• • •
The pandemic did not depart with the war. Although the second, most severe wave had run its course by Christmas 1918, another wave struck in the spring of 1919. The final wave was less severe but still exacted a terrible toll, and indeed, the second wave that preceded it is really the only possible standard by which it can be compared favorably. In fact, the third wave had a higher mortality rate for those who came down with it, but enough of the world’s population had immunity by that point that the actual number of dead was smaller.
The third wave had repercussions for world events beyond just the number of dead. While taking part in the peace negotiations in Paris, President Wilson’s longtime adviser, Edward M. House, contracted influenza for the third time. Wilson himself came down with it in the midst of peace talks, and it may have contributed to his willingness to concede to virtually all of Britain’s and France’s demands. In October of 1919, Wilson suffered a debilitating stroke that left him unable to function as president for the rest of his term. His wife and closest advisers concealed his condition from the public until he left office, but he was little more than a figurehead for the last three months of his second term. Whether his stroke was an aftereffect of influenza is impossible to say with certainty, but doctors did find strong evidence that the strain of influenza that caused the pandemic frequently led to long-term cognitive damage in survivors, including a marked increase in the number of Parkinson’s disease cases throughout the 1920s. The final year of Wilson’s administration, and his dreams of a merciful peace for Germany, may have been among the 1918 pandemic’s last victims.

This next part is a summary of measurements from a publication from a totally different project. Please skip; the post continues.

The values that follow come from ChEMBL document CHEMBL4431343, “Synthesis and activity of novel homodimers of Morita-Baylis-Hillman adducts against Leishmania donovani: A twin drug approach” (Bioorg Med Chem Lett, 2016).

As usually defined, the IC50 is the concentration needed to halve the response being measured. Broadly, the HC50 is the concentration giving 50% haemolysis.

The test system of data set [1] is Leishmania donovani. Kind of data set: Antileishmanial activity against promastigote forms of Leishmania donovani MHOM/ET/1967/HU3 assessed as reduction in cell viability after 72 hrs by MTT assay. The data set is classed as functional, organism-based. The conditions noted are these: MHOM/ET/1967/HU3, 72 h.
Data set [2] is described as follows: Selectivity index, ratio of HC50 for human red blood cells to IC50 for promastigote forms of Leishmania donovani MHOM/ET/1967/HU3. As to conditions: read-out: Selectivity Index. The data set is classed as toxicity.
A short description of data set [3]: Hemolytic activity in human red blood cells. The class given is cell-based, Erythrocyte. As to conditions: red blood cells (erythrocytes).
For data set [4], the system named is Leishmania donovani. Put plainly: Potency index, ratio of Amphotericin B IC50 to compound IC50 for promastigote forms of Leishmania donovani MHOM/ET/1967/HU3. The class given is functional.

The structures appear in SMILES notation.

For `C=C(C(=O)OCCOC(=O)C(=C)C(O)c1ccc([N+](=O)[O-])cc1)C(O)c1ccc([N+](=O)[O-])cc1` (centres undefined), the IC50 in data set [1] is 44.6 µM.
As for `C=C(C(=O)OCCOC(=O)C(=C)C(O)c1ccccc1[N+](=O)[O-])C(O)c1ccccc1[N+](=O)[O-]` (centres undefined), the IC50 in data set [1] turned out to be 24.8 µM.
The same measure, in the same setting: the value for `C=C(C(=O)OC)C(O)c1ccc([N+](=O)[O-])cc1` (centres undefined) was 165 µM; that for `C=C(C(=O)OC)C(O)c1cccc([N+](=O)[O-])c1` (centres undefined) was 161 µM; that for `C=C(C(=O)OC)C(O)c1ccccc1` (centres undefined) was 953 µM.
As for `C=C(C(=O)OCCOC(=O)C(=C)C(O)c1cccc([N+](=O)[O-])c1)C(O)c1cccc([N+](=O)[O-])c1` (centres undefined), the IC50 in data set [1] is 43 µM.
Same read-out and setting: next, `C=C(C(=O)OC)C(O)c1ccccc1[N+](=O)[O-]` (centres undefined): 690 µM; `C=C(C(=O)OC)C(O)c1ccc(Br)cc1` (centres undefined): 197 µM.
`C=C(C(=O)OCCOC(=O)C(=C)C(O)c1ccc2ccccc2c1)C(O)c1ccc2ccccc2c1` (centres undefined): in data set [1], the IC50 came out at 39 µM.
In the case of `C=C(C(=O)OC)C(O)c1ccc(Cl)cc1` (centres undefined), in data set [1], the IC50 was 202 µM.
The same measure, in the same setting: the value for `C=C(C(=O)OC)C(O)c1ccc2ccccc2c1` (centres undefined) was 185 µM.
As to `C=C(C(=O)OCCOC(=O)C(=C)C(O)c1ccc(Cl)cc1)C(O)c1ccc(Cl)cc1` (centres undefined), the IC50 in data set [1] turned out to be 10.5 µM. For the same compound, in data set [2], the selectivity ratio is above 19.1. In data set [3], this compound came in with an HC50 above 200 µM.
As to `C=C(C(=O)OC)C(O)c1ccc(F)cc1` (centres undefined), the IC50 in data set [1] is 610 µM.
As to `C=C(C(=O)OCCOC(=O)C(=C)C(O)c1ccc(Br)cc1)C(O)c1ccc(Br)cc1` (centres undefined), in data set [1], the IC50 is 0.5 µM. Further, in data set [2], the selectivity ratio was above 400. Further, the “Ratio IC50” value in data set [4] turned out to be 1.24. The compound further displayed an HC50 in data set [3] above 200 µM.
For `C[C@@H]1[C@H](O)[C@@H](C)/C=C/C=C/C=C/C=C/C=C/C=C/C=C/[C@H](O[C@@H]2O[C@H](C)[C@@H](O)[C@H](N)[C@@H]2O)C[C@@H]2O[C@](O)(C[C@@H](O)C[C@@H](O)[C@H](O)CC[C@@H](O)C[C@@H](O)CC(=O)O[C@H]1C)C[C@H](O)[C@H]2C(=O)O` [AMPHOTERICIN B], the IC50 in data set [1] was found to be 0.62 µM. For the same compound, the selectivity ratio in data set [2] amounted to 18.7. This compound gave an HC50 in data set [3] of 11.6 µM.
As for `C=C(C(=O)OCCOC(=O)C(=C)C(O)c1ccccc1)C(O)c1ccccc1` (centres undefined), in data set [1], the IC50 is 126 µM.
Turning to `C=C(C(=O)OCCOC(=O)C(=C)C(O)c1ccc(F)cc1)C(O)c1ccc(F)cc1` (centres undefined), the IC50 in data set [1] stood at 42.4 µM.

For the Navy, the third wave struck just when it was scrambling to bring two million Americans home from Europe. The return of virtually the entire American Expeditionary Forces was completed in a remarkably short time, with the job mostly done by the end of September. At its peak, the Cruiser and Transport Force was returning over 300,000 men every month. The most immediate result of this was that medical personnel knew they would be among the last to demobilize. As for the passengers, living conditions became more noteworthy than influenza for the return trip. Wartime necessity of course meant that most were willing to accept overcrowded and unpleasant conditions for the journey over. For the return trip, officers and men eager to get back home willingly signed up for extremely crowded ships that were sailing immediately, only to gripe almost as soon as they were at sea about living accommodations. That did not mean the flu was nonexistent. Thirty-three men died of pneumonia resulting from influenza over nine voyages by Leviathan, but this was still a dramatic drop from the fall, when the same ship had once recorded 31 deaths in a single day.